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NCJRS Abstract

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NCJ Number: 141692 Find in a Library
Journal: ABA Journal  Volume:79  Dated:(February 1993)  Pages:68-71
Author(s): S Sweeney
Date Published: 1993
Page Count: 4
Type: Legislation/Policy Analysis
Format: Article
Language: English
Country: United States of America
Annotation: The new body of Federal law concerning hazardous waste disposal is dramatically changing the rules governing land transactions and impose onerous burdens on fiduciaries and lenders.
Abstract: The statutory premise for lender liability related to environmental offenses is derived from the Comprehensive Environmental Response, Compensation, and Liability Act, commonly called Superfund or CERCLA. The law covers owners or operators of contaminated sites. Lenders can unwittingly invite CERCLA liability for cleanup by foreclosing on contaminated property, despite not being involved directly in day-to-day operations or participating directly in decisions regarding hazardous waste. Instead, one judicial decision held that a lender would be liable if its involvement with the facility management was sufficiently broad to support the inference that it could affect hazardous-waste disposal decisions if it so chose. CERCLA also affects many fiduciaries such as trustees. Because of these rulings, fiduciaries should adopt a proactive plan to avoid incurring environmental liability. They should carefully evaluate any property, conduct an environmental audit, and seek affirmative statements by the borrow that the property is not known to be contaminated by hazardous wastes and has not received notice of an alleged violation of environmental laws. Photographs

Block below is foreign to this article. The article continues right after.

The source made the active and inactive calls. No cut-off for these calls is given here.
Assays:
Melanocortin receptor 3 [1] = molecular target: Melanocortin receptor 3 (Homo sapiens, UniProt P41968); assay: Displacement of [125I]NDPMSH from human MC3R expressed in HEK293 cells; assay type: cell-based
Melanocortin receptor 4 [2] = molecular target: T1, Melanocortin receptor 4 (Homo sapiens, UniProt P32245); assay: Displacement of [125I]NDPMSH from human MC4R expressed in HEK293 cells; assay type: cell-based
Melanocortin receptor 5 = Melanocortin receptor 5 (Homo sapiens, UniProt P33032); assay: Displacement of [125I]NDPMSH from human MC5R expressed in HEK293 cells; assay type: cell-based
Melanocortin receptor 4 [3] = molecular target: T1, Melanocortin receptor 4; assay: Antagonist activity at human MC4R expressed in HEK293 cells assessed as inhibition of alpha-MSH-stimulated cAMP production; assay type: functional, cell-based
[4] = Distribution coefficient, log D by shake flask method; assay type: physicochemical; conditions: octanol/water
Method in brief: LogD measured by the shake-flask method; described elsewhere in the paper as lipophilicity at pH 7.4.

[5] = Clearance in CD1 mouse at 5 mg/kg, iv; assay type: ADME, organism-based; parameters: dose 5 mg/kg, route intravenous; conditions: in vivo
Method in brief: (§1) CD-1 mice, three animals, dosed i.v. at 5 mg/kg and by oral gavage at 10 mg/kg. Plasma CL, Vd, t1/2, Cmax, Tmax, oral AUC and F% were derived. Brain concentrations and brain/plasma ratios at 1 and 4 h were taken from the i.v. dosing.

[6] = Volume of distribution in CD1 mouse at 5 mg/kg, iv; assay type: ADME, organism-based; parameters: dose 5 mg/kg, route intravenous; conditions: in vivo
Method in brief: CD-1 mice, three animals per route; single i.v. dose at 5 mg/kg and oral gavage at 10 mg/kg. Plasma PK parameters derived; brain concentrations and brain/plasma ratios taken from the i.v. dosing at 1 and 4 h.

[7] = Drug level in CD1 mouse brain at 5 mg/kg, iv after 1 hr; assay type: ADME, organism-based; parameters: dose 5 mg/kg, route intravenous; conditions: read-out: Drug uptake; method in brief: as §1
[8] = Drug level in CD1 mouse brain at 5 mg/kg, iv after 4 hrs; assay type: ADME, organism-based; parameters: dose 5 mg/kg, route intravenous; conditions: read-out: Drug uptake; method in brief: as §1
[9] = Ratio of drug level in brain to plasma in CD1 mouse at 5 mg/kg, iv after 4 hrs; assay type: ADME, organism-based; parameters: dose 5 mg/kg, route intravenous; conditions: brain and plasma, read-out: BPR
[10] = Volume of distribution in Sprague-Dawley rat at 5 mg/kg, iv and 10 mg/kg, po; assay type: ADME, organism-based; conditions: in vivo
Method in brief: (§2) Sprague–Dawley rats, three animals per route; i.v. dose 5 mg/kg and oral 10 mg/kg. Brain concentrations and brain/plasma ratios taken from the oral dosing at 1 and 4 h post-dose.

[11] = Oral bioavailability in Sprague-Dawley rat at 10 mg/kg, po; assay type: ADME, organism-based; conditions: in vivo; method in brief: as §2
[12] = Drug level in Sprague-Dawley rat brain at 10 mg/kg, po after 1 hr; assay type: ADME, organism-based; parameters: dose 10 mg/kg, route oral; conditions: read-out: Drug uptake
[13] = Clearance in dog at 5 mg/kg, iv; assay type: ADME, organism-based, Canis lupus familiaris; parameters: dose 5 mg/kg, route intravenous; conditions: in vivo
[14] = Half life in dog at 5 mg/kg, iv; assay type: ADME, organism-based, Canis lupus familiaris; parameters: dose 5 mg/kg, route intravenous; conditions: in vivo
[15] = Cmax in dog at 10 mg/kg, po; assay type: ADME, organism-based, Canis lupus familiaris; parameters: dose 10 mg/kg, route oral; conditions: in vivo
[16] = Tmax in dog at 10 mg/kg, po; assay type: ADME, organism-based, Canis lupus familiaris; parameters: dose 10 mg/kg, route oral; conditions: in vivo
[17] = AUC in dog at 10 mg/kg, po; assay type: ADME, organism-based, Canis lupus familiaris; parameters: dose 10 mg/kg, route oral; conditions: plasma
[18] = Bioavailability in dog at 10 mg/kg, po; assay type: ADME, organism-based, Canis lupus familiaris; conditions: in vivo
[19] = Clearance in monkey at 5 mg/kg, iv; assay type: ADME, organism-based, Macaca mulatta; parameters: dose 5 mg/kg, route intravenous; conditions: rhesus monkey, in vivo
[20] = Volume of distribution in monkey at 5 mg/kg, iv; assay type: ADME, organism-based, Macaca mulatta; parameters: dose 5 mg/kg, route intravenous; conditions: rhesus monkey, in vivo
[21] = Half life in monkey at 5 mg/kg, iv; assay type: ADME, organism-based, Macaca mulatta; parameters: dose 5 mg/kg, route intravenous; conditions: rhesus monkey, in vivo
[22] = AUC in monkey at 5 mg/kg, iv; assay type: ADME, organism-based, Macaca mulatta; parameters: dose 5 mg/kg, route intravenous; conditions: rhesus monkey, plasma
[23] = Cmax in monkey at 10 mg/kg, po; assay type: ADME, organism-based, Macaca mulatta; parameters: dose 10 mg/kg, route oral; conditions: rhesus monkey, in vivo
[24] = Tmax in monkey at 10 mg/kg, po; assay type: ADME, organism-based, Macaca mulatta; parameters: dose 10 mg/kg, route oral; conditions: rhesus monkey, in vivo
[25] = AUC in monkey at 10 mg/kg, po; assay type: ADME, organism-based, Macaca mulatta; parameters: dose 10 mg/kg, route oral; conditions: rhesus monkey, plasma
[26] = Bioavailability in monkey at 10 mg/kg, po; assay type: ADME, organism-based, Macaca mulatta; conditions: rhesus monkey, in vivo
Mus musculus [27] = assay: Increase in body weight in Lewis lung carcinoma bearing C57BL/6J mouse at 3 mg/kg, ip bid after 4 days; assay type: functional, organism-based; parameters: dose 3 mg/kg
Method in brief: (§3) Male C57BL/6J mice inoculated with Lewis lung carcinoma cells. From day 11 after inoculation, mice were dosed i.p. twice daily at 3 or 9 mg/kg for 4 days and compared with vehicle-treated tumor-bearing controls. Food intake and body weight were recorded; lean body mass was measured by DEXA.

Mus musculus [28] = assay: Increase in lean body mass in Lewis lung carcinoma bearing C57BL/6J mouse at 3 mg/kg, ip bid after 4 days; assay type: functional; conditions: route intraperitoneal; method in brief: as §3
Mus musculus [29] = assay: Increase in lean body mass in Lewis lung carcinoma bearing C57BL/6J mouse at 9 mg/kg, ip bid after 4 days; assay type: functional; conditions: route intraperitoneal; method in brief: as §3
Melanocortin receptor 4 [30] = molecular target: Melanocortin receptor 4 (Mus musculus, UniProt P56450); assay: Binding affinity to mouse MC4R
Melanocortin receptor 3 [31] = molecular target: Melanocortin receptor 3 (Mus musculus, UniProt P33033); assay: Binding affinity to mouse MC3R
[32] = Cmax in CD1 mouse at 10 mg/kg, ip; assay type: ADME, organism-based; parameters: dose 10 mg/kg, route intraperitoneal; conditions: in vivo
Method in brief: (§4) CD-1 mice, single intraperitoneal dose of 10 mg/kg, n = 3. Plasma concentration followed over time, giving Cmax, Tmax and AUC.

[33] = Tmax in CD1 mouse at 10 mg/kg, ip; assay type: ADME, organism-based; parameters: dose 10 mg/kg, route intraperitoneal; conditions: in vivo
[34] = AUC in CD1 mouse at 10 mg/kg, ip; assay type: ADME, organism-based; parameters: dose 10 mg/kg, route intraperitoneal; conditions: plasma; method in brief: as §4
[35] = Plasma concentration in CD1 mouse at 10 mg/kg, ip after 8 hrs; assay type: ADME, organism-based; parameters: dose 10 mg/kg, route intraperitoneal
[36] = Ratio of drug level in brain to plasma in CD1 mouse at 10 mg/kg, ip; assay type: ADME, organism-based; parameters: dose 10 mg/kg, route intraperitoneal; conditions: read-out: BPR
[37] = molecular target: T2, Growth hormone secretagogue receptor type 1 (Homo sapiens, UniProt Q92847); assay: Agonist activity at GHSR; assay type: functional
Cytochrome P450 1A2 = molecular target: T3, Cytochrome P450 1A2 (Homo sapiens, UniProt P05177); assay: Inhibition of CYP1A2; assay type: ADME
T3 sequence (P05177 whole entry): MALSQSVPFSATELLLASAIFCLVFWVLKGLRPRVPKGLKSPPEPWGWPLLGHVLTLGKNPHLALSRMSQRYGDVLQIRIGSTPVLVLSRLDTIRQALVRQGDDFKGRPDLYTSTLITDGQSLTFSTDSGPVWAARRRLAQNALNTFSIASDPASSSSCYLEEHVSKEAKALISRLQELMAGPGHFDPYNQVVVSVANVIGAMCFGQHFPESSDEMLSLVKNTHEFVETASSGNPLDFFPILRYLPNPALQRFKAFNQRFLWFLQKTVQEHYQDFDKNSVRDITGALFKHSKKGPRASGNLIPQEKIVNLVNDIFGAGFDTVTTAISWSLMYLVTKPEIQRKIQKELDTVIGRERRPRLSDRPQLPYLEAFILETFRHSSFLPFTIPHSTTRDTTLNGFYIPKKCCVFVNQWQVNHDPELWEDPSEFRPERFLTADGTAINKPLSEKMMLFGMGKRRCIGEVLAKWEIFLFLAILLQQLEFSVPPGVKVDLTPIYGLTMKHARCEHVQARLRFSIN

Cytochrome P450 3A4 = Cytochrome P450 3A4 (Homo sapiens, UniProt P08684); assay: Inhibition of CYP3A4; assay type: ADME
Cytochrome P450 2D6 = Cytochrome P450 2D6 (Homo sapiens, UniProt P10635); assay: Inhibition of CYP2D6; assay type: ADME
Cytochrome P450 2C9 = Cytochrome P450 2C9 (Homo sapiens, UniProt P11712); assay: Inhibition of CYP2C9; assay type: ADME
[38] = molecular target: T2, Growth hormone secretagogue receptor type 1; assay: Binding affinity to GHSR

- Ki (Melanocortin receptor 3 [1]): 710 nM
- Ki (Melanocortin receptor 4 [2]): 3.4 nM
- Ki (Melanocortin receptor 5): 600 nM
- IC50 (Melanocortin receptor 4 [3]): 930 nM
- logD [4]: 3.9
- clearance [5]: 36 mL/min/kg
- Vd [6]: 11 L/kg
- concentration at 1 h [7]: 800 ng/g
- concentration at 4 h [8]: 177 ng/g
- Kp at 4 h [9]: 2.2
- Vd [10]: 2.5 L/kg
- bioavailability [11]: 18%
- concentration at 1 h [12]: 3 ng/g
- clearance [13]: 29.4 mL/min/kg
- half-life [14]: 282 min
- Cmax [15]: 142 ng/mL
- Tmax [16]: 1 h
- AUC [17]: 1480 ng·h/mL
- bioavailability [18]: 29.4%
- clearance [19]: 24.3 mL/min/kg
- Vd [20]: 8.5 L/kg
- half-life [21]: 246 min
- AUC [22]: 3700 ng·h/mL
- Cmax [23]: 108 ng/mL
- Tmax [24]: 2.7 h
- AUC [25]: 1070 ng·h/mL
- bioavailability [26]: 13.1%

Main Term(s): Illegal hazardous waste disposal; Legal liability
Index Term(s): Environmental offenses; Financial institutions; Vicarious liability
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